Print this page

Print this page

Why can't I print more than one page at a time?

Full screen

matching results for page

Cited passage

Style
Citations are available only to our active members.
Sign up now to cite pages or passages in MLA, APA and Chicago citation styles.

"Portraying himself as an honest, ordinary person helped Lincoln identify with his audiences." (Einhorn, 1992, p. 25).

"Portraying himself as an honest, ordinary person helped Lincoln identify with his audiences." (Einhorn 25)

"Portraying himself as an honest, ordinary person helped Lincoln identify with his audiences."1

1. Lois J. Einhorn, Abraham Lincoln, the Orator: Penetrating the Lincoln Legend (Westport, CT: Greenwood Press, 1992), 25, http://www.questia.com/read/27419298.

Cited passage

Welcome to the new Questia Reader

The Questia Reader has been updated to provide you with an even better online reading experience.  It is now 100% Responsive, which means you can read our books and articles on any sized device you wish.  All of your favorite tools like notes, highlights, and citations are still here, but the way you select text has been updated to be easier to use, especially on touchscreen devices.  Here's how:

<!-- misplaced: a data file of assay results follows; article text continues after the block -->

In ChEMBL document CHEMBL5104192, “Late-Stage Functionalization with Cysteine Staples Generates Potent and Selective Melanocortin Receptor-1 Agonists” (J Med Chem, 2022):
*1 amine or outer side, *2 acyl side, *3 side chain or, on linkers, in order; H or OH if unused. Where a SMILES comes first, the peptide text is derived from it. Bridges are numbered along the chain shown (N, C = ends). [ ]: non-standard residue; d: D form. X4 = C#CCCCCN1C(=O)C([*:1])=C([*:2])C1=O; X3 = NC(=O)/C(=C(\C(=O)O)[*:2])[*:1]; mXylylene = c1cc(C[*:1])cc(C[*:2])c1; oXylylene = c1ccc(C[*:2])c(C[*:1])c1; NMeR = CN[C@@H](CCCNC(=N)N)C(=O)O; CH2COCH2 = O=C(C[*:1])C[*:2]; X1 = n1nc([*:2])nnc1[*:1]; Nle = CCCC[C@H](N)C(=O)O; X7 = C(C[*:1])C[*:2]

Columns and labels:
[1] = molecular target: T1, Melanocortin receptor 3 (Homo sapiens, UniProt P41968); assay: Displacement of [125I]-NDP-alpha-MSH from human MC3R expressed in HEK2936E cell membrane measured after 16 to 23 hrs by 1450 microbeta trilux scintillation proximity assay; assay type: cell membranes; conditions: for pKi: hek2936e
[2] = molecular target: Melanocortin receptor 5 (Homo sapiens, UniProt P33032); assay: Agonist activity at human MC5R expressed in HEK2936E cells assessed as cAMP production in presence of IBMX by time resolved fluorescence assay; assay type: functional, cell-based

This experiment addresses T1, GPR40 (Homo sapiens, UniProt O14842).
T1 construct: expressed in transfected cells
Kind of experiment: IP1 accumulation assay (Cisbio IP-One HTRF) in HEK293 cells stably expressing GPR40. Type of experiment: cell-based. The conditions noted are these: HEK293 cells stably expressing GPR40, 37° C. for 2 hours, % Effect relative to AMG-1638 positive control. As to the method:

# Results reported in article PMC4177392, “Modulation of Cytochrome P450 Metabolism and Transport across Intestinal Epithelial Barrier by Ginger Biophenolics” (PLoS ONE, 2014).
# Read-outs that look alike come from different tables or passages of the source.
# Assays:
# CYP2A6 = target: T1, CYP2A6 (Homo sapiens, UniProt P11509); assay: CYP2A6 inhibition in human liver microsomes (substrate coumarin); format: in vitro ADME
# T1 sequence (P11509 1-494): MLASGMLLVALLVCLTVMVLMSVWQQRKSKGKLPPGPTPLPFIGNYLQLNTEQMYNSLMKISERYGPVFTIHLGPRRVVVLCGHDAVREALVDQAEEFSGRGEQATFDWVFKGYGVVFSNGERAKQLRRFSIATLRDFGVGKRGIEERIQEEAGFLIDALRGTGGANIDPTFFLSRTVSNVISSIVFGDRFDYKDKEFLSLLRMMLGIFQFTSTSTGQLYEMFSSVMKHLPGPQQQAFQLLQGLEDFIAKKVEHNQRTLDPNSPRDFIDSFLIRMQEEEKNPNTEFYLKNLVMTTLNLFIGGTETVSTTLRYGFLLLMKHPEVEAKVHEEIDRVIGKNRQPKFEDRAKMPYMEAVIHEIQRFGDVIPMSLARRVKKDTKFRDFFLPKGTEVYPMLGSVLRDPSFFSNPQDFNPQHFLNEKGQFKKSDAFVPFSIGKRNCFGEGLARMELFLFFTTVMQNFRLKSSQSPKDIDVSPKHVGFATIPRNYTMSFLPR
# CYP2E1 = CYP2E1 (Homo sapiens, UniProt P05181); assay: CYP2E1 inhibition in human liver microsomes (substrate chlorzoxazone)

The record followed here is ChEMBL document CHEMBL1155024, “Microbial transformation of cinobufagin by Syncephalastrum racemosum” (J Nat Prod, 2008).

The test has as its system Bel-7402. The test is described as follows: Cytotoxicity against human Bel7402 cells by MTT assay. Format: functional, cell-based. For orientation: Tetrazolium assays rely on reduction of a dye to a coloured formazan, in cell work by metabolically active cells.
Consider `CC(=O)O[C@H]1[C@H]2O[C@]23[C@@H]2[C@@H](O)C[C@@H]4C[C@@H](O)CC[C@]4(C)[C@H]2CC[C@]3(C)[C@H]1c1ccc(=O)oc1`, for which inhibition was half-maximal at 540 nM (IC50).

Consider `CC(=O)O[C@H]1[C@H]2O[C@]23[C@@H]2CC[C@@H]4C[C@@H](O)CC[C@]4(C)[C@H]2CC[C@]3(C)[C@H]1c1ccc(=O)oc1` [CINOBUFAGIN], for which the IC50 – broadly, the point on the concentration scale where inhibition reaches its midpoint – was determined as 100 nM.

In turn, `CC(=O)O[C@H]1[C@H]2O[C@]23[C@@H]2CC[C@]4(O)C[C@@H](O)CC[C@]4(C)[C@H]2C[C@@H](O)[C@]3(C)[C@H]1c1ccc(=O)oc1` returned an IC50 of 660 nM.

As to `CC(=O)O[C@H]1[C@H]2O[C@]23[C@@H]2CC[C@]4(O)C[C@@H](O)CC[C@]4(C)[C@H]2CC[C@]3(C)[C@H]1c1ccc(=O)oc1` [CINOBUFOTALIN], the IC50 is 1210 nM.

1. Click or tap the first word you want to select.
2. Click or tap the last word you want to select.

OK, got it!

Thanks for trying Questia!

Please continue trying out our research tools, but please note, full functionality is available only to our active members.

Your work will be lost once you leave this Web page.

For full access in an ad-free environment, sign up now for a FREE, 1-day trial.

Already a member? Log in now.